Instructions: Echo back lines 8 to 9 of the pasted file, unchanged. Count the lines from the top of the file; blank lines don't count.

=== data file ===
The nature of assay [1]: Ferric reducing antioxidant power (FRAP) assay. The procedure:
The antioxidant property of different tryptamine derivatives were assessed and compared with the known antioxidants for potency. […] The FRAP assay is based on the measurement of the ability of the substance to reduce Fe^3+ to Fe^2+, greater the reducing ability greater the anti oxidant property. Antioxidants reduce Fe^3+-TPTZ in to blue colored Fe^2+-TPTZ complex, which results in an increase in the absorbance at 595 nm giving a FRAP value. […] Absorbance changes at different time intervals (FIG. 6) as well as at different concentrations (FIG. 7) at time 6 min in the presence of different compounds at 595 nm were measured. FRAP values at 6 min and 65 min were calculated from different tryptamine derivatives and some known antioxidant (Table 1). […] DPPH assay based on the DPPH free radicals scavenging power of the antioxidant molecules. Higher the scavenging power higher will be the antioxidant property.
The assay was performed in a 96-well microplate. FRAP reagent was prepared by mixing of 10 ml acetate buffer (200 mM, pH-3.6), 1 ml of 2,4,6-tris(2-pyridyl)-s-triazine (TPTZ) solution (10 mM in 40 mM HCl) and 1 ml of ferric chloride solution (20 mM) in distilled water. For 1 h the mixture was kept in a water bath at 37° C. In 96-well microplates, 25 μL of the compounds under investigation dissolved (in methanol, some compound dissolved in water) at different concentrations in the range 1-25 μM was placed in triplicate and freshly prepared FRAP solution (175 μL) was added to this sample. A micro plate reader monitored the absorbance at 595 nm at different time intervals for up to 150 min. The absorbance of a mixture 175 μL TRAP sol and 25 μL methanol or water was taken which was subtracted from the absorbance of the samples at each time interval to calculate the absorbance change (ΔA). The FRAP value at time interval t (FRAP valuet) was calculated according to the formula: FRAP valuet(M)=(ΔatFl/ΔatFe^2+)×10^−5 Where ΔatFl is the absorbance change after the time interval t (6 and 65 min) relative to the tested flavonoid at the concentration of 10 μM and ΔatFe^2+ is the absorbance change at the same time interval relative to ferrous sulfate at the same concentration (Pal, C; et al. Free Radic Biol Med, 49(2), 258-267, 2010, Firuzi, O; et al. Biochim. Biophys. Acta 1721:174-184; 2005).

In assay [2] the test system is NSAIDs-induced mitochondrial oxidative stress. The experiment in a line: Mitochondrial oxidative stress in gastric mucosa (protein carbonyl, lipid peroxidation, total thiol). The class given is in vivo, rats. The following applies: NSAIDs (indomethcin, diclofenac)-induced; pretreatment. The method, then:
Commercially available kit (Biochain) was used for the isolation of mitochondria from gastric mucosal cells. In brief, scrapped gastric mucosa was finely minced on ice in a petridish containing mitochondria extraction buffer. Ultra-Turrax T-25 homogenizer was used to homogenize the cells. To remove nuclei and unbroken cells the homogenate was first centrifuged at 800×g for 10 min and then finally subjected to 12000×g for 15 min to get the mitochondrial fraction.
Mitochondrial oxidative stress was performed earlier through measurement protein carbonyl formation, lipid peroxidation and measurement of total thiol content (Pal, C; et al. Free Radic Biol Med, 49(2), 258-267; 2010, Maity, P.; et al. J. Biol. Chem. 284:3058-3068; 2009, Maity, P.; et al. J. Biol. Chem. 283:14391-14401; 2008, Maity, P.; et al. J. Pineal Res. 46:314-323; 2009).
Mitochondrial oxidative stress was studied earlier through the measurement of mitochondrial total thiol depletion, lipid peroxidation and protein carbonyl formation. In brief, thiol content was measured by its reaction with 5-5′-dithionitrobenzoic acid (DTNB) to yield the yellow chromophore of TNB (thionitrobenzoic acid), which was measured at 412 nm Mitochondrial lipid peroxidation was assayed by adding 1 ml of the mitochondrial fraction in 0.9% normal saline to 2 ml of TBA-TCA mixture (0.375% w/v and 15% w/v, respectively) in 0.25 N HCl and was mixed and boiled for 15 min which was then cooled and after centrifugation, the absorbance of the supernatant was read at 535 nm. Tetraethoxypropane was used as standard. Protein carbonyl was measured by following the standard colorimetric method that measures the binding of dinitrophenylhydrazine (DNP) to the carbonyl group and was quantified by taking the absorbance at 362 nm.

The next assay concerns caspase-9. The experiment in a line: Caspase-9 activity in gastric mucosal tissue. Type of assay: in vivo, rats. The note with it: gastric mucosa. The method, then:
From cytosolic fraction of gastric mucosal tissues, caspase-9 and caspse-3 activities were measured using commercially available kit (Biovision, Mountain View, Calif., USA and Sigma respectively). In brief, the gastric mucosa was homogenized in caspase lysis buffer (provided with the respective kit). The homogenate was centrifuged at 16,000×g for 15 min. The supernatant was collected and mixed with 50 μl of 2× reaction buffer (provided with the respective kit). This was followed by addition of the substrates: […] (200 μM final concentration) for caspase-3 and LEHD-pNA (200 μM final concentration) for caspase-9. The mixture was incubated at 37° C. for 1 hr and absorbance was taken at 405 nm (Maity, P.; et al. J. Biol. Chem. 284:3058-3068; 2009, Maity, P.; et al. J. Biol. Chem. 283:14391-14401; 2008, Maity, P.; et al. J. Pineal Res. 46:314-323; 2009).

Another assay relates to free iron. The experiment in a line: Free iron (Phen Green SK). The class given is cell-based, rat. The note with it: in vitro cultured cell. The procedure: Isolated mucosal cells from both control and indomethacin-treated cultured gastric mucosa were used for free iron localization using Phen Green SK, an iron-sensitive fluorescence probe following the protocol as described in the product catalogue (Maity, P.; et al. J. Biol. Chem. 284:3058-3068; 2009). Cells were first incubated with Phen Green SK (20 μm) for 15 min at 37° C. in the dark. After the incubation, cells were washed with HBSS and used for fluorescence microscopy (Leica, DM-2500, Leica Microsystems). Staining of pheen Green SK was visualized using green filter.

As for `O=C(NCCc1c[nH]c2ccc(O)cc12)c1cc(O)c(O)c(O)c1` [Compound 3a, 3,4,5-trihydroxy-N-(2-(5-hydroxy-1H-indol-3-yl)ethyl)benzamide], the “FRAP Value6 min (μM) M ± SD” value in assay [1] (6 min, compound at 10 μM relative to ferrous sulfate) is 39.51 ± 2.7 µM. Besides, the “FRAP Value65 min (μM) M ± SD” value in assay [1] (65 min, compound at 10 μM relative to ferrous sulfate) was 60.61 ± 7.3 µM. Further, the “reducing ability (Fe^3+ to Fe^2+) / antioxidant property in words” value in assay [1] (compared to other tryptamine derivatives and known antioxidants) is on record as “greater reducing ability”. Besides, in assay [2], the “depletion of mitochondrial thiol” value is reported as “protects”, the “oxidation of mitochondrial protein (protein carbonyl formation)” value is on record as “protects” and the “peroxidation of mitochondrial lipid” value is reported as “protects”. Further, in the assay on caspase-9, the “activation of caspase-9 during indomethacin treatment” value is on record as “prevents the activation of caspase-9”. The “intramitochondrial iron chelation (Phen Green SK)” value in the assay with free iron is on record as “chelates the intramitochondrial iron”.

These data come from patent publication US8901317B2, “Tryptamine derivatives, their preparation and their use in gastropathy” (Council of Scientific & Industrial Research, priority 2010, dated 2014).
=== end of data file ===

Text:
The next assay concerns caspase-9. The experiment in a line: Caspase-9 activity in gastric mucosal tissue. Type of assay: in vivo, rats. The note with it: gastric mucosa. The method, then:
From cytosolic fraction of gastric mucosal tissues, caspase-9 and caspse-3 activities were measured using commercially available kit (Biovision, Mountain View, Calif., USA and Sigma respectively). In brief, the gastric mucosa was homogenized in caspase lysis buffer (provided with the respective kit). The homogenate was centrifuged at 16,000×g for 15 min. The supernatant was collected and mixed with 50 μl of 2× reaction buffer (provided with the respective kit). This was followed by addition of the substrates: […] (200 μM final concentration) for caspase-3 and LEHD-pNA (200 μM final concentration) for caspase-9. The mixture was incubated at 37° C. for 1 hr and absorbance was taken at 405 nm (Maity, P.; et al. J. Biol. Chem. 284:3058-3068; 2009, Maity, P.; et al. J. Biol. Chem. 283:14391-14401; 2008, Maity, P.; et al. J. Pineal Res. 46:314-323; 2009).